Newscasts

PNS Daily Newscast - September 20, 2019 


A whistleblower complaint against President Trump sets off tug-of-war between Congress and the White House; and students around the world strike today to demand action on climate change.

2020Talks - September 20, 2019. (3 min.)  


Climate change is a big issue this election season, and global climate strikes kick off, while UAW labor strikes continue.

Daily Newscasts

Rolling the Dice on Lives: Wrongful Prosecutions

PHOTO: Jerry Anderson was wrongfully prosecuted in the death of his wife in Caldwell County. He is among dozens of people featured in a new report highlighting the impact and costs of wrongful capital prosecutions in North Carolina. Photo courtesy Center for Death Penalty Ligation.
PHOTO: Jerry Anderson was wrongfully prosecuted in the death of his wife in Caldwell County. He is among dozens of people featured in a new report highlighting the impact and costs of wrongful capital prosecutions in North Carolina. Photo courtesy Center for Death Penalty Ligation.
June 23, 2015

DURHAM, N.C. – Over the last 25 years, dozens of people have been wrongfully prosecuted for capital murder in North Carolina, spending a combined 112 years in prison.

That figure is according to a new report from the Center for Death Penalty Litigation, which highlights the devastating impact on the lives of the defendants.

The death penalty trial of Jerry Anderson in Caldwell County is among those featured in the report. Arrested for the murder of his wife, Anderson spent 18 months in jail – but he says there was no credible evidence connecting him to the crime and investigators bullied him.

"I was offered a plea bargain. I turned it down," he says. "Everybody says 'Well that's an easy decision. If you're innocent you turn it down.' Well, when they're going to kill you it's not that easy. And statistics show that the majority of people will be convicted so that's a pretty big set of dice to roll."

Anderson's trial ended in a hung jury with prosecutors dropping the charges.

The report found errors or misconduct were a factor in many of the cases listed, and acknowledges mistakes do occur in which innocent people are swept up into investigations. According to the findings, a total of 56 people were capitally prosecuted in North Carolina despite evidence too weak to prove their guilt.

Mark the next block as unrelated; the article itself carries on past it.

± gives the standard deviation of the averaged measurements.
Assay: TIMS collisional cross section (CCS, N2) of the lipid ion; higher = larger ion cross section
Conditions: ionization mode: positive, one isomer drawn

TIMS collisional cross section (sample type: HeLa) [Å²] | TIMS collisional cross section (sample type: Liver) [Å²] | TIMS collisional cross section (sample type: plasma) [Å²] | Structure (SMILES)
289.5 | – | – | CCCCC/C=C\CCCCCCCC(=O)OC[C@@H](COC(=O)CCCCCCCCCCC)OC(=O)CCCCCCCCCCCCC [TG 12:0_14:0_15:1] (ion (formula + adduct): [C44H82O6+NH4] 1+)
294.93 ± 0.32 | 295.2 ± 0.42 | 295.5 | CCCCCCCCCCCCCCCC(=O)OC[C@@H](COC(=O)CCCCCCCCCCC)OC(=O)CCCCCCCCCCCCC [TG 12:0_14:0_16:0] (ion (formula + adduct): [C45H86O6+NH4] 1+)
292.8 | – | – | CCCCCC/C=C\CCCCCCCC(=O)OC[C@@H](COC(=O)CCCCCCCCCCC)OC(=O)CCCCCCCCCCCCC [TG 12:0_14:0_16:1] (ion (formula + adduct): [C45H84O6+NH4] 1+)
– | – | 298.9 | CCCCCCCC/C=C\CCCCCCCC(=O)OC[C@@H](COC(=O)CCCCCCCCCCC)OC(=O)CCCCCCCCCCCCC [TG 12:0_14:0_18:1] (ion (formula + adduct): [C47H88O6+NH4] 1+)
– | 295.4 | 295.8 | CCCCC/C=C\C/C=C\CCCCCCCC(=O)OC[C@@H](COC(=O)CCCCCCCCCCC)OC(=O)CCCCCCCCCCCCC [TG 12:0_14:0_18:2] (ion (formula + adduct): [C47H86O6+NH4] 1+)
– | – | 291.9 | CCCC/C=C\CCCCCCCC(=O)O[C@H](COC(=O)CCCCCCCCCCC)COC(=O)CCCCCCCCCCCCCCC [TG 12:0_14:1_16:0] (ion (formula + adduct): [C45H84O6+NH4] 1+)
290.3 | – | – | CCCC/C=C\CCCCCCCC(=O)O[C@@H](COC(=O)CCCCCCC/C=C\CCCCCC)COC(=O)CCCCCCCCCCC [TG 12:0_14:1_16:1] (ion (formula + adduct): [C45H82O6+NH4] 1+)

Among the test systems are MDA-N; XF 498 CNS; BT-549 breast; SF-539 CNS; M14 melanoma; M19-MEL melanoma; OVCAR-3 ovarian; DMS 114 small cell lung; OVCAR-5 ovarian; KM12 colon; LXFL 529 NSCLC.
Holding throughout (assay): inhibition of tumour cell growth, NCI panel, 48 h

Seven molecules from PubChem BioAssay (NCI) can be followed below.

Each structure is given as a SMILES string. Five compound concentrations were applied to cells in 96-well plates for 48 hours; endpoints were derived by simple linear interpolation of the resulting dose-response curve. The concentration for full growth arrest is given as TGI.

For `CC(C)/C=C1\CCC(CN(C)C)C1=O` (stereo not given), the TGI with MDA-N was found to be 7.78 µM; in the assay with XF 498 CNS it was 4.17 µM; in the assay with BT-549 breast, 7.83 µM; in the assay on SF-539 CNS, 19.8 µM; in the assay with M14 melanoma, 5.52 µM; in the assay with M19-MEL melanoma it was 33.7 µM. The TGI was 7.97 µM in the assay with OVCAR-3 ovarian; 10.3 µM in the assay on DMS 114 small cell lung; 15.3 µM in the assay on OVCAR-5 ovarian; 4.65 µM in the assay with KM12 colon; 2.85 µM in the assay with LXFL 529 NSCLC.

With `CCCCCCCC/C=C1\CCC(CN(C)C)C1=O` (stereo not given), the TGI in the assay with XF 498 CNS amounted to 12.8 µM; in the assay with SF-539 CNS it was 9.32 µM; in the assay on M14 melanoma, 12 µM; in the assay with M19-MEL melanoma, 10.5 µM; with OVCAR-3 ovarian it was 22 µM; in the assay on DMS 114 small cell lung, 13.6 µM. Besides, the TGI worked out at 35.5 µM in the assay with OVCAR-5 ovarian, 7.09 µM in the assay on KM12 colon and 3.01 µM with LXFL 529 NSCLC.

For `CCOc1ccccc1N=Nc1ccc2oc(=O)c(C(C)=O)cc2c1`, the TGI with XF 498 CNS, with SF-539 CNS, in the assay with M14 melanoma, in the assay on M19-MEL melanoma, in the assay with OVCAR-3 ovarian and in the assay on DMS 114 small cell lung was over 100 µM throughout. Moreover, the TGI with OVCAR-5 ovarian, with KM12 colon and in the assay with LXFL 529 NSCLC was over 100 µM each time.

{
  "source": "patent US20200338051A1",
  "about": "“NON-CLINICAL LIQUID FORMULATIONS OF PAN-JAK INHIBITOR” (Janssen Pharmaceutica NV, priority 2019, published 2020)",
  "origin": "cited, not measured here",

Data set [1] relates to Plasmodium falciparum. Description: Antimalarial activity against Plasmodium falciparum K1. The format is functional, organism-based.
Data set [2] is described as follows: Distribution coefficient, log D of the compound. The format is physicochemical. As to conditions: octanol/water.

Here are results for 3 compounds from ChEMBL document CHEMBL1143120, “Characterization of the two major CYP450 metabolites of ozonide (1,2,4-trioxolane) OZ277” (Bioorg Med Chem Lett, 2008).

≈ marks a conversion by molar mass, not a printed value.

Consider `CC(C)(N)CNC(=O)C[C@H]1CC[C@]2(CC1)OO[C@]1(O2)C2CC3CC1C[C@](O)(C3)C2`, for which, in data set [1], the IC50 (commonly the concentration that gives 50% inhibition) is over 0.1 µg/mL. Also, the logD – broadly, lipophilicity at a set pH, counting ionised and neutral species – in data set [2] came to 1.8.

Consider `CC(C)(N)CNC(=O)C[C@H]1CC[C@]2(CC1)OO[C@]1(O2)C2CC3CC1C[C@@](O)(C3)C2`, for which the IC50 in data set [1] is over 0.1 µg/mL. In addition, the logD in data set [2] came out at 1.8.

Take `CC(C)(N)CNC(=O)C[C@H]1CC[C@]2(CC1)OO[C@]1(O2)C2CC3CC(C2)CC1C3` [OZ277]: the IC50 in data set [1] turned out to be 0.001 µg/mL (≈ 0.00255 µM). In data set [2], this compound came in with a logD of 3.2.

Former North Carolina Supreme Court Justice and former prosecutor Bob Orr says more resources are needed to properly investigate cases and ensure the rights of those who are charged. He says taking the death penalty off the table would simplify things.

"The ability to impose punishment becomes less complicated and less expensive," he says. "And you eliminate the risk of putting somebody to death who ultimately turns out to be innocent, which is the ultimate miscarriage of justice."

After his trial, Anderson was homeless and unemployed, but he says he's a survivor. He contends the criminal justice system is not about seeking the truth, but rather about each side trying to win, sometimes in spite of the evidence.

"You'll never pass a law to force integrity. I don't believe it's possible," says Anderson. "You've got to have accountability in any system. Prosecutors that are caught doing wrong and detectives that are caught doing wrong have to be held responsible. Until that happens not a lot is going to change."

According to the report, North Carolina spent almost $2.5 million in defense costs to pursue failed capital cases, which could have been saved had the death penalty not been sought.

Mary Kuhlman, Public News Service - NC